Displayed around the room are videos of bird-human interactions in Nebraska and Canada from the series, The Violence of Care. In Central Quebec’s Carden Alvar Provincial Park, the organization Wildlife Preservation Canada is addressing the plight of gravely threatened Loggerhead Shrikes. In the video “Banding Young Eastern Loggerhead Shrikes in the Carden Alvar,” biologists and conservationists using nets in a large, outdoor aviary catch these young birds, which are bred in several US and Canadian sites and then transported to the aviary and eventually released. After netting them, the scientists examine them, measure their feathers and wings, and attach bands to their legs. This looks disturbingly violent (hence the series title, though no harm is done) yet is essential. The odds are steep and the Loggerhead Shrike is facing extinction in Canada (according to a much-cited report in Science, almost 3 billion birds, or about 29% of the North American bird population, have been lost since 1970).
From wounded crows being rehabilitated and released, to a zoo caretaker assiduously, even lovingly, cleaning a habitat for puffins and Common Murres as they paddle back and forth, and two scientists on a five-minute bird count to determine approximate bird populations, thoughtfulness and respect are communicated in these videos, not anthropocentric mayhem.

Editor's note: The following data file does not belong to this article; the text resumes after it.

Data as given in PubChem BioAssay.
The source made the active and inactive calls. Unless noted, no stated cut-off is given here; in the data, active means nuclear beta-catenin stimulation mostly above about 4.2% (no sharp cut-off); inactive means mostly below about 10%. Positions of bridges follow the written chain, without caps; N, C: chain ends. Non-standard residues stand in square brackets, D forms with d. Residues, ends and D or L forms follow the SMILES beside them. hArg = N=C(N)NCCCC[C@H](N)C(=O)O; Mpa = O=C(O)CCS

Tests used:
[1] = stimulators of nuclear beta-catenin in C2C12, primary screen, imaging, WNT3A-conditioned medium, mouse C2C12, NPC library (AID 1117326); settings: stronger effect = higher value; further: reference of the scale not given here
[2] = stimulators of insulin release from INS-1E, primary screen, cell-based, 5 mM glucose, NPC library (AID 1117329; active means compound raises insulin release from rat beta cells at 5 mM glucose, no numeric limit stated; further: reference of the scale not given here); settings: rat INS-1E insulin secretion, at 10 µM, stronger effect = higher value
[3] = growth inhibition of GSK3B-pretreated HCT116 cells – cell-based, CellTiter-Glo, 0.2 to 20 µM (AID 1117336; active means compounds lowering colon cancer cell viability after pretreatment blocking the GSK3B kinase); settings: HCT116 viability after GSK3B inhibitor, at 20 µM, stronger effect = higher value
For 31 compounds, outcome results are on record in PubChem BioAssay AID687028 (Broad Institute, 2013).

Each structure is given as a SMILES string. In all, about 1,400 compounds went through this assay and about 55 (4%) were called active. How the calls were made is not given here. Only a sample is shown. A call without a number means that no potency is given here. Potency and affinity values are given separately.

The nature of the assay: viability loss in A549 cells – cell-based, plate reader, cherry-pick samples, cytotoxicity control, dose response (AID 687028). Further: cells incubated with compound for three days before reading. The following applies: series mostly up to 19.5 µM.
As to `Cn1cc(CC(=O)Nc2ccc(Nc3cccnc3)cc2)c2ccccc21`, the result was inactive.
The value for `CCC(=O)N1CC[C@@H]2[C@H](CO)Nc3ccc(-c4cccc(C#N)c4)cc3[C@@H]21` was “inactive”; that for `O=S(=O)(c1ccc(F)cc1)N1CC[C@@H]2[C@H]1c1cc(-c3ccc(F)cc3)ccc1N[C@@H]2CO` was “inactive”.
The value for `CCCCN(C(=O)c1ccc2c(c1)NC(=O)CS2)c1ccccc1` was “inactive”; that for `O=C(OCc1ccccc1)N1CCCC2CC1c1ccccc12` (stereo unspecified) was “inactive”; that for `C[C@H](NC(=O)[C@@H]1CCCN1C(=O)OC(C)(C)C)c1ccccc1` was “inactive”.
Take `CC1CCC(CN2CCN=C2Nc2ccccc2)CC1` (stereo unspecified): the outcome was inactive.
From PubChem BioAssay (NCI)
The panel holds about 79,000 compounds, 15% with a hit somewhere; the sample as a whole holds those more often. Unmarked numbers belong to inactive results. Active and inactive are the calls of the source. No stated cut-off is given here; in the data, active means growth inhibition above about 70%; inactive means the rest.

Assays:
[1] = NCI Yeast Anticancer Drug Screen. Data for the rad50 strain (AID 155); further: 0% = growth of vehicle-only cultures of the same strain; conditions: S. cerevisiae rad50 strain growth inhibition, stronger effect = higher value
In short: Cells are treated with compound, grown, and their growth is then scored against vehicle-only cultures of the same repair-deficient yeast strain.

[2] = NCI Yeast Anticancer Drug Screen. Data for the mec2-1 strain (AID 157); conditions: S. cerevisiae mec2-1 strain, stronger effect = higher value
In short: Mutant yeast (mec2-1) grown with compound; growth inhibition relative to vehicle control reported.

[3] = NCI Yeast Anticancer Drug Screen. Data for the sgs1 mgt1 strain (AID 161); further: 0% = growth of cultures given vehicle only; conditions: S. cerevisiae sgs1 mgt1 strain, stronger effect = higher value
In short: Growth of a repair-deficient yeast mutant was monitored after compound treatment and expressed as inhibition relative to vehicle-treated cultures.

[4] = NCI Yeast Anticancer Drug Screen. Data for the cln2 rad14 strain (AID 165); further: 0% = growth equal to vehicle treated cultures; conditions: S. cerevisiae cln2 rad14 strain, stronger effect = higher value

In “Feeding Cottonball,” a Nebraska woman hand-feeds Cottonball, an aged hen who can no longer make it to the henhouse to eat on her own. This is a normal, ethical action, one able creature helping another enfeebled one. Tears, however, are in order, given the surrounding context. Cottonball is hungry. She is being assisted. By a human. And that’s very different from the many birds elsewhere in Nebraska that are being summarily erased.
Completing the exhibition is the video animation What Birds Talk About When They Talk, projected on a plywood panel with the top half left raw and the bottom half painted white (the projection gives everything a sky-blue tint). In this elemental work, bird songs and calls — the birds are never seen and their intricate sounds are mesmerizing — are accompanied by intermittent short texts.
Sometimes the text is simply the bird’s name or its sound transcribed into phonics. Sometimes it’s the classification of a particular call (the Spotted Sandpiper’s “alarm call near nest” and its “flight song) or an attempt to understand what bird sounds might mean, to us and to them (a Jackdaw’s plaintive call is interpreted as “Come back. Come back. Oh, come back!”). The video explores our endless fascination with birds but also our separation from them. We thrill to their sounds but can only guess about their languages, thoughts, and motivations.
Interspersed are succinct examples of the interrelationship between birds and humans, some from myths and creation stories (each morning the Norse god Odin sent two ravens, Huginn and Muninn, out to explore the world and bring him news) and one from pop culture (audio from a Looney Tunes cartoon featuring Tweety, the anthropomorphic canary). A passage from the 12th century Persian Farid Ud-Din Attar’s epic Sufi poem, The Conference of the Birds (“I create a tumult among the roses as well as in the hearts of lovers. The secrets of love are known to me”) is accompanied by mellifluous bird sounds — the gorgeous language of the poem juxtaposed with the sonic “poetry” of birds.
Unlike the calamities unfolding in the grasslands-turned-farmlands, in this enthralling video, people (with their words) and birds (with their songs) share the world without human-imposed hierarchies and domination.
Look, it’s daybreak, dear, time to sing continues at the Bemis Center for Contemporary Arts (724 South 12th Street, Omaha, Nebraska) through February 15. The exhibition is organized by curator-in-residence Sylvie Fortin.